Helen Suzman, the lone anti-apartheid voice in the South African parliament for more than a decade, died today. She was 91.
Suzman served as a South African MP from 1953 to 1989, and was a vocal critic of the state’s policy of apartheid — or strict, institutionalized racial segregation and discrimination — long before the global community, and other whites in South Africa, began to turn against the system.
She is probably best known outside South Africa for her visits to Robben Island, when Nelson Mandela and large numbers of other political prisoners were held there.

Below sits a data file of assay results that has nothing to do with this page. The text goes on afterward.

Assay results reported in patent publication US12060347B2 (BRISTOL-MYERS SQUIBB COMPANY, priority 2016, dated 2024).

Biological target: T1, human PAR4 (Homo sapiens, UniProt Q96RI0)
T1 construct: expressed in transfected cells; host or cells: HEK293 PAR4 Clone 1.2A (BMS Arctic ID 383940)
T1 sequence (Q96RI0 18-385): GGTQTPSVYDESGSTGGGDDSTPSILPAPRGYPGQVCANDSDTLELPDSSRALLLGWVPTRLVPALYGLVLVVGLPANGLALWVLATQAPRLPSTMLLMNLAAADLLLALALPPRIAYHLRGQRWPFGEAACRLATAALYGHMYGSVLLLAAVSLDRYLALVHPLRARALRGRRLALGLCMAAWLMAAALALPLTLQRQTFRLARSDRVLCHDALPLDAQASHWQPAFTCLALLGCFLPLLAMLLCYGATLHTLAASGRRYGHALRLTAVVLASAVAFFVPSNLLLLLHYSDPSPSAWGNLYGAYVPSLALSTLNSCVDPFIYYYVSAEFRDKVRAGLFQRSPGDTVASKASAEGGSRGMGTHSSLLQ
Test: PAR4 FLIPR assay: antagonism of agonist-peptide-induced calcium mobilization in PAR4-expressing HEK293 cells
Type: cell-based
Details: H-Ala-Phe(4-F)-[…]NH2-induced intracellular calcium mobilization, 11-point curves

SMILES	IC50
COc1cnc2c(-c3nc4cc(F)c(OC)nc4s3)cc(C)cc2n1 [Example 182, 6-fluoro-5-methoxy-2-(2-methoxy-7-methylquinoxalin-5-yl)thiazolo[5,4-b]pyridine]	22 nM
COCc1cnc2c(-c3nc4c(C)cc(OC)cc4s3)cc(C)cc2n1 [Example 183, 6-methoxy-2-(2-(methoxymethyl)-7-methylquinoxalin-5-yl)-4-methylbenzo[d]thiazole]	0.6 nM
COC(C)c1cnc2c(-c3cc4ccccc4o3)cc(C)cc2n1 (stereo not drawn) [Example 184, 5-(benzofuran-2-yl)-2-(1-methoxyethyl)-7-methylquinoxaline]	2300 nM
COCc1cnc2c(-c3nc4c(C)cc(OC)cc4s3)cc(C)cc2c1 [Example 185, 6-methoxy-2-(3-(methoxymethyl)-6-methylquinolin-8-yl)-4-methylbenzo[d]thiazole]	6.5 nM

Mandela wrote in his autobiography, Long Walk To Freedom:
It was an odd and wonderful sight to see this courageous woman peering into our cells and strolling around our courtyard. She was the first and only woman ever to grace our cells.
Archbishop Desmond Tutu called Suzman “indomitable”, and a “powerhouse in the struggle against apartheid”.
The BBC has video recapping Suzman’s career.
Photo by g-hat (Creative Commons)